To FAFSA or Not to FAFSA: A Former Student's View of Student Loans

by Sarah Winfrey on 2 January 2008 21 comments

It's getting to be that kind of year again--the time when you anticipate filling out your tax returns, sighing with relief, and then realizing that you're not finished with forms yet. If you're a student looking at loans, there's at least one more to go, the dreaded FAFSA. Up until a few years ago, I approached the FAFSA with some trepidation. It wasn't the form itself--that wasn't bad at all. The problem came when I thought about taking out even more money than I already had to finance my education. Was it really worth it? Would I ever be able to pay them back? Was I getting myself further and further into debt needlessly and uselessly?

I always filled it out in the end, partly because I felt helpless to get through school any other way, but also because I thought that what I was learning was not just interesting, but also important. For the last couple of years, I haven't needed to fill one out. However, I'm anticipating doing so again so that my husband can receive scholarships (he's going back to school part-time). When I thought about the question of loans from my current vantage point, I realized my perspective had changed.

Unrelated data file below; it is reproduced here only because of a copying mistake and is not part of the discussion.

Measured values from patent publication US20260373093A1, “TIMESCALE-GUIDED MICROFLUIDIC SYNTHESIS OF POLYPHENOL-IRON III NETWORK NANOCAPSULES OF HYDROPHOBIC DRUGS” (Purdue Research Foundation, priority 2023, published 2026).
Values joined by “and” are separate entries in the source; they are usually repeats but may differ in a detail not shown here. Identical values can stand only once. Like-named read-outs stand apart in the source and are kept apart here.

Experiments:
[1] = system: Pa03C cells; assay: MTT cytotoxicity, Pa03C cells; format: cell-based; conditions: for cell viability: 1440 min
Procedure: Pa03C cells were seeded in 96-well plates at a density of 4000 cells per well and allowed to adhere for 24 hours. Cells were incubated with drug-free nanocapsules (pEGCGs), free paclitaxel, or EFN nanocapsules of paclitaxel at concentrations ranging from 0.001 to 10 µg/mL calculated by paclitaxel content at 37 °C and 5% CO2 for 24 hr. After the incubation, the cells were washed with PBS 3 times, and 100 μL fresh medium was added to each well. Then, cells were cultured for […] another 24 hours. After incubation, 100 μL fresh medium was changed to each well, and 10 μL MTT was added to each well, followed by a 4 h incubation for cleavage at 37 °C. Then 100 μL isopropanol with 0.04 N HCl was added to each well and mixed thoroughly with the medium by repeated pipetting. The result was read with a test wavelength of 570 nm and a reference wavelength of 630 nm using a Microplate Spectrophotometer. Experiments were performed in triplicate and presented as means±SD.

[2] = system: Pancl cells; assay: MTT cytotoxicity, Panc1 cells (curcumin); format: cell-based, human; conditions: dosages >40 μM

Is it worth it...to you?

It's hard to determine the value of education. I know this because, when I was first taking out loans, I tried. There's a possible financial value, though some would argue that those who get a college education don't necessarily make that much more money than those who don't. Sure, the difference ads up over time, but it's debatable as to whether that difference is worth the loans.

There are other potential areas of value. Your education may give you power that you wouldn't have otherwise. It may raise you above your peers and help you stand out. Or, the information you get might just be valuable to you. In the end, the real question here becomes, "Is it worth it to you?" Are you going to get something from you education that you wouldn't otherwise have? What is that and how valuable is it to you?